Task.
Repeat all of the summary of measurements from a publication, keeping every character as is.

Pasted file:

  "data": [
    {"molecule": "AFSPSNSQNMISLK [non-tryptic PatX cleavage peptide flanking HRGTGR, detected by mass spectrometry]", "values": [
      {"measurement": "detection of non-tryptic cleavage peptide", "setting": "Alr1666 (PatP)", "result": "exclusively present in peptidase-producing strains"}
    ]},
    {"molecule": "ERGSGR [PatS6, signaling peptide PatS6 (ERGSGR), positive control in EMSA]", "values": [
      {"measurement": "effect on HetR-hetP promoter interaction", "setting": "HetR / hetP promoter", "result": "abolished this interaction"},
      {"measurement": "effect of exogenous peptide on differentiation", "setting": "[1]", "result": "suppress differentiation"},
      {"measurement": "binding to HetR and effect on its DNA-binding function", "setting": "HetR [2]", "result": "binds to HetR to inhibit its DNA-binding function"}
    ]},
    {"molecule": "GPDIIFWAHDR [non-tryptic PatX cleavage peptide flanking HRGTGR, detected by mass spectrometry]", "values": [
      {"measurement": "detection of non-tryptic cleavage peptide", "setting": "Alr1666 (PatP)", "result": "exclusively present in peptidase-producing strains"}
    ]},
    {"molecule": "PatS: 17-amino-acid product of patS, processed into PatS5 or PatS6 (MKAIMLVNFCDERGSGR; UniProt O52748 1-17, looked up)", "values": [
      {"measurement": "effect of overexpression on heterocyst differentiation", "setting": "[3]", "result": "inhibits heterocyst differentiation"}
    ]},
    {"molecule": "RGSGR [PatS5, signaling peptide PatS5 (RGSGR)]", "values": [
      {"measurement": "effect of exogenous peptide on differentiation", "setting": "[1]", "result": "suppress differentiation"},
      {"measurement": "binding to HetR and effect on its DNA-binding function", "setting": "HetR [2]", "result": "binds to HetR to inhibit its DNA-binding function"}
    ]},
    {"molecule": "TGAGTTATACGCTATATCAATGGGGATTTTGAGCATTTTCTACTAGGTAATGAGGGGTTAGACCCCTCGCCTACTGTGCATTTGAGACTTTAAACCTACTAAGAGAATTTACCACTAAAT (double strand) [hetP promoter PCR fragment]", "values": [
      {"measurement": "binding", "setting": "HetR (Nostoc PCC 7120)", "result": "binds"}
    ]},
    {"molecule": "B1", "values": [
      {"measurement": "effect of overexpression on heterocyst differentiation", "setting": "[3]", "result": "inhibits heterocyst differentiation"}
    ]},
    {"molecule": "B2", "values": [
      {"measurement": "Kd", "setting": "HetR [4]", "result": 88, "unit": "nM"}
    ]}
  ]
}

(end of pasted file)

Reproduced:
  "data": [
    {"molecule": "AFSPSNSQNMISLK [non-tryptic PatX cleavage peptide flanking HRGTGR, detected by mass spectrometry]", "values": [
      {"measurement": "detection of non-tryptic cleavage peptide", "setting": "Alr1666 (PatP)", "result": "exclusively present in peptidase-producing strains"}
    ]},
    {"molecule": "ERGSGR [PatS6, signaling peptide PatS6 (ERGSGR), positive control in EMSA]", "values": [
      {"measurement": "effect on HetR-hetP promoter interaction", "setting": "HetR / hetP promoter", "result": "abolished this interaction"},
      {"measurement": "effect of exogenous peptide on differentiation", "setting": "[1]", "result": "suppress differentiation"},
      {"measurement": "binding to HetR and effect on its DNA-binding function", "setting": "HetR [2]", "result": "binds to HetR to inhibit its DNA-binding function"}
    ]},
    {"molecule": "GPDIIFWAHDR [non-tryptic PatX cleavage peptide flanking HRGTGR, detected by mass spectrometry]", "values": [
      {"measurement": "detection of non-tryptic cleavage peptide", "setting": "Alr1666 (PatP)", "result": "exclusively present in peptidase-producing strains"}
    ]},
    {"molecule": "PatS: 17-amino-acid product of patS, processed into PatS5 or PatS6 (MKAIMLVNFCDERGSGR; UniProt O52748 1-17, looked up)", "values": [
      {"measurement": "effect of overexpression on heterocyst differentiation", "setting": "[3]", "result": "inhibits heterocyst differentiation"}
    ]},
    {"molecule": "RGSGR [PatS5, signaling peptide PatS5 (RGSGR)]", "values": [
      {"measurement": "effect of exogenous peptide on differentiation", "setting": "[1]", "result": "suppress differentiation"},
      {"measurement": "binding to HetR and effect on its DNA-binding function", "setting": "HetR [2]", "result": "binds to HetR to inhibit its DNA-binding function"}
    ]},
    {"molecule": "TGAGTTATACGCTATATCAATGGGGATTTTGAGCATTTTCTACTAGGTAATGAGGGGTTAGACCCCTCGCCTACTGTGCATTTGAGACTTTAAACCTACTAAGAGAATTTACCACTAAAT (double strand) [hetP promoter PCR fragment]", "values": [
      {"measurement": "binding", "setting": "HetR (Nostoc PCC 7120)", "result": "binds"}
    ]},
    {"molecule": "B1", "values": [
      {"measurement": "effect of overexpression on heterocyst differentiation", "setting": "[3]", "result": "inhibits heterocyst differentiation"}
    ]},
    {"molecule": "B2", "values": [
      {"measurement": "Kd", "setting": "HetR [4]", "result": 88, "unit": "nM"}
    ]}
  ]
}